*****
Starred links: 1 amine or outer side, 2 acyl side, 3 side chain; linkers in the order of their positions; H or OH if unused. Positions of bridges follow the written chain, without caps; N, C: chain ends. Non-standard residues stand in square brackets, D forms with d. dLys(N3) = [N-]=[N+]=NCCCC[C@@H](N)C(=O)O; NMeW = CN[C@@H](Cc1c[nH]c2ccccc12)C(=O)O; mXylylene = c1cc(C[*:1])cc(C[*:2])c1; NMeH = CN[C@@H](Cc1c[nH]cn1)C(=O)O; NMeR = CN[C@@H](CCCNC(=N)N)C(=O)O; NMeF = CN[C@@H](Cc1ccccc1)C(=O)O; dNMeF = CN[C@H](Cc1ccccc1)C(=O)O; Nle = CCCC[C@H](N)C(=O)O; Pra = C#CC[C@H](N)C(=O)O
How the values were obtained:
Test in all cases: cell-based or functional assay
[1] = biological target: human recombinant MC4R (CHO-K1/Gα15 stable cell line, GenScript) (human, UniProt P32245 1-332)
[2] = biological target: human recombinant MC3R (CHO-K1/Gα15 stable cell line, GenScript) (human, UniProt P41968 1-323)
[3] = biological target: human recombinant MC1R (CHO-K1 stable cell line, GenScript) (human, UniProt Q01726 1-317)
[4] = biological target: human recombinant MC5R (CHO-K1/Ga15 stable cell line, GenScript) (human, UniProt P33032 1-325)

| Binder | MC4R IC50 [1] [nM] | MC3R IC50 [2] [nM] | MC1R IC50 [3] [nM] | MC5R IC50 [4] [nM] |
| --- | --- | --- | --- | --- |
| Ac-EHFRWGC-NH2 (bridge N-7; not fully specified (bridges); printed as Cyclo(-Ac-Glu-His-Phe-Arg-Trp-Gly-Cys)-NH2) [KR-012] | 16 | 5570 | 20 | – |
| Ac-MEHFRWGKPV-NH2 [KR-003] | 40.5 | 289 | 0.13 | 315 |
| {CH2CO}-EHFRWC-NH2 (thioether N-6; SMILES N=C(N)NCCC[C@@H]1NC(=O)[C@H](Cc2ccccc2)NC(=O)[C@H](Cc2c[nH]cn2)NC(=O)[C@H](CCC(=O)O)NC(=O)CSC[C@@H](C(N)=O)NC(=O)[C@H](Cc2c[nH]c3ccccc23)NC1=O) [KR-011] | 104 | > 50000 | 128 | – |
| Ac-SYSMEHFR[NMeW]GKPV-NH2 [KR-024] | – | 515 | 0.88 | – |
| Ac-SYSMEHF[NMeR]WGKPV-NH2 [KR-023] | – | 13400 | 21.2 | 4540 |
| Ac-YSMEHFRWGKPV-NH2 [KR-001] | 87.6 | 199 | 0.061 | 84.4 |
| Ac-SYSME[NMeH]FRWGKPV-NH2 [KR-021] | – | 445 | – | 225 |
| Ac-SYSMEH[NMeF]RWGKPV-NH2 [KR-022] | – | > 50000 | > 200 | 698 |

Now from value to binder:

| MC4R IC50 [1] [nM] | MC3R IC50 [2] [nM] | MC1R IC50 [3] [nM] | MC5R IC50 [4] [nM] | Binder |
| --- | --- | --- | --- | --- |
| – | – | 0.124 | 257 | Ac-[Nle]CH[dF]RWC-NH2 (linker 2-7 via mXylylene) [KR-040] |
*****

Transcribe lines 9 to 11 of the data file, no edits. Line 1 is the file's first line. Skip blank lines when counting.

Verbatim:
| --- | --- | --- | --- | --- |
| Ac-EHFRWGC-NH2 (bridge N-7; not fully specified (bridges); printed as Cyclo(-Ac-Glu-His-Phe-Arg-Trp-Gly-Cys)-NH2) [KR-012] | 16 | 5570 | 20 | – |
| Ac-MEHFRWGKPV-NH2 [KR-003] | 40.5 | 289 | 0.13 | 315 |